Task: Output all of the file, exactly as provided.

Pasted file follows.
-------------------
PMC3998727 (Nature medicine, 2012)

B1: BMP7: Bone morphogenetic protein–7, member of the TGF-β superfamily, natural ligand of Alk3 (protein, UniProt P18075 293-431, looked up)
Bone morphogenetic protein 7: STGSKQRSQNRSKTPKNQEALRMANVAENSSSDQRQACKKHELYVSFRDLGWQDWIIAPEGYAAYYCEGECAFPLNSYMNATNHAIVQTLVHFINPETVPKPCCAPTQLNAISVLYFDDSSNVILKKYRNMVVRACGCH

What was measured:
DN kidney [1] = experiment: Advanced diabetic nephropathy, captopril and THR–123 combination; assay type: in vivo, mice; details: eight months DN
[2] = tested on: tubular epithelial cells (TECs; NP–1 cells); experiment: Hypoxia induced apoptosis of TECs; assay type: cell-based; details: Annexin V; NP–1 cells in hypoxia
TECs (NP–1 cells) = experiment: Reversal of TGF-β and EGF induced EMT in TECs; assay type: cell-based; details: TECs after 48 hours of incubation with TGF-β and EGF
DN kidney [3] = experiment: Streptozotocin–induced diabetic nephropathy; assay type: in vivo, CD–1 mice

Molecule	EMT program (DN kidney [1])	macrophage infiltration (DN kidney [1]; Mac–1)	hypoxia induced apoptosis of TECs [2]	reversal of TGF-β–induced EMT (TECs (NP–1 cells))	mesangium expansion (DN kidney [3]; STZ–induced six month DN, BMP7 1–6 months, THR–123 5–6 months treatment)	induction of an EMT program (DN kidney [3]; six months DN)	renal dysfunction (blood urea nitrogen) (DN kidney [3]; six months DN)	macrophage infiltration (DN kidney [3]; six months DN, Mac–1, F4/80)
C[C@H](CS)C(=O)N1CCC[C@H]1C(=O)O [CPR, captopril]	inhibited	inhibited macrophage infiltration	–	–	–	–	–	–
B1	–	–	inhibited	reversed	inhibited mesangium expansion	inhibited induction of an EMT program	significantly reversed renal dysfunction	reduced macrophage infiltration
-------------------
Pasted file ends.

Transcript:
PMC3998727 (Nature medicine, 2012)

B1: BMP7: Bone morphogenetic protein–7, member of the TGF-β superfamily, natural ligand of Alk3 (protein, UniProt P18075 293-431, looked up)
Bone morphogenetic protein 7: STGSKQRSQNRSKTPKNQEALRMANVAENSSSDQRQACKKHELYVSFRDLGWQDWIIAPEGYAAYYCEGECAFPLNSYMNATNHAIVQTLVHFINPETVPKPCCAPTQLNAISVLYFDDSSNVILKKYRNMVVRACGCH

What was measured:
DN kidney [1] = experiment: Advanced diabetic nephropathy, captopril and THR–123 combination; assay type: in vivo, mice; details: eight months DN
[2] = tested on: tubular epithelial cells (TECs; NP–1 cells); experiment: Hypoxia induced apoptosis of TECs; assay type: cell-based; details: Annexin V; NP–1 cells in hypoxia
TECs (NP–1 cells) = experiment: Reversal of TGF-β and EGF induced EMT in TECs; assay type: cell-based; details: TECs after 48 hours of incubation with TGF-β and EGF
DN kidney [3] = experiment: Streptozotocin–induced diabetic nephropathy; assay type: in vivo, CD–1 mice

Molecule	EMT program (DN kidney [1])	macrophage infiltration (DN kidney [1]; Mac–1)	hypoxia induced apoptosis of TECs [2]	reversal of TGF-β–induced EMT (TECs (NP–1 cells))	mesangium expansion (DN kidney [3]; STZ–induced six month DN, BMP7 1–6 months, THR–123 5–6 months treatment)	induction of an EMT program (DN kidney [3]; six months DN)	renal dysfunction (blood urea nitrogen) (DN kidney [3]; six months DN)	macrophage infiltration (DN kidney [3]; six months DN, Mac–1, F4/80)
C[C@H](CS)C(=O)N1CCC[C@H]1C(=O)O [CPR, captopril]	inhibited	inhibited macrophage infiltration	–	–	–	–	–	–
B1	–	–	inhibited	reversed	inhibited mesangium expansion	inhibited induction of an EMT program	significantly reversed renal dysfunction	reduced macrophage infiltration